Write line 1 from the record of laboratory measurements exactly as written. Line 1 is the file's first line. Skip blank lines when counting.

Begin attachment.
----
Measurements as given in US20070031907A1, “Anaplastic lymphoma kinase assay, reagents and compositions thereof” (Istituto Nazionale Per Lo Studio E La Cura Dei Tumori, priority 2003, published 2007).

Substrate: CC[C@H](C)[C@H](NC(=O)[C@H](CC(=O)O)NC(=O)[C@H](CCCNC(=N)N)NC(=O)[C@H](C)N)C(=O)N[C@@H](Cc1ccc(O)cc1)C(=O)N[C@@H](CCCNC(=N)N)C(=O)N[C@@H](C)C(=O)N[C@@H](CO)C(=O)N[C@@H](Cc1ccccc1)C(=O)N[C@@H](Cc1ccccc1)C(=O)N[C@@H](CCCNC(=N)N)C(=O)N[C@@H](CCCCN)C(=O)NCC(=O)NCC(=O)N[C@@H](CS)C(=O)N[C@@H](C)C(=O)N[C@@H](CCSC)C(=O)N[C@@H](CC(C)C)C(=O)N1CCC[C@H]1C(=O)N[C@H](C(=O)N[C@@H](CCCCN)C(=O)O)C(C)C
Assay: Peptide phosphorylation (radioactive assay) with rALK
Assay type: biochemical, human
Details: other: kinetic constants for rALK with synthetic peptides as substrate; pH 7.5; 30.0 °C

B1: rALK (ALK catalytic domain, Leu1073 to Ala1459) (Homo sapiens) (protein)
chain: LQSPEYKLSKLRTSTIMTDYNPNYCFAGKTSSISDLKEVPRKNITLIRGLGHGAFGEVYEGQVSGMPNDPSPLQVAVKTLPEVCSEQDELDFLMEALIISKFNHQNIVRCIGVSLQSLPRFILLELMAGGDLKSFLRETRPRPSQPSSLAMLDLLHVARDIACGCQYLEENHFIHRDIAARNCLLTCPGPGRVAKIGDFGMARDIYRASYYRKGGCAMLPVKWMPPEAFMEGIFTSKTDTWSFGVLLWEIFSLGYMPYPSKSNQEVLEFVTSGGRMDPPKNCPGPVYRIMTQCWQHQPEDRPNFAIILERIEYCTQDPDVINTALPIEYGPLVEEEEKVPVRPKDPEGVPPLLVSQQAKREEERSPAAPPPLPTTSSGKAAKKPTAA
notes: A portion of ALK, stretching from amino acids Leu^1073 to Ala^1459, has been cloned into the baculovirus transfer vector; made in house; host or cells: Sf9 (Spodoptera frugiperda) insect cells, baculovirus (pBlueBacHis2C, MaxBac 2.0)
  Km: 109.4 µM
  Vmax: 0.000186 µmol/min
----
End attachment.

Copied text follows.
Measurements as given in US20070031907A1, “Anaplastic lymphoma kinase assay, reagents and compositions thereof” (Istituto Nazionale Per Lo Studio E La Cura Dei Tumori, priority 2003, published 2007).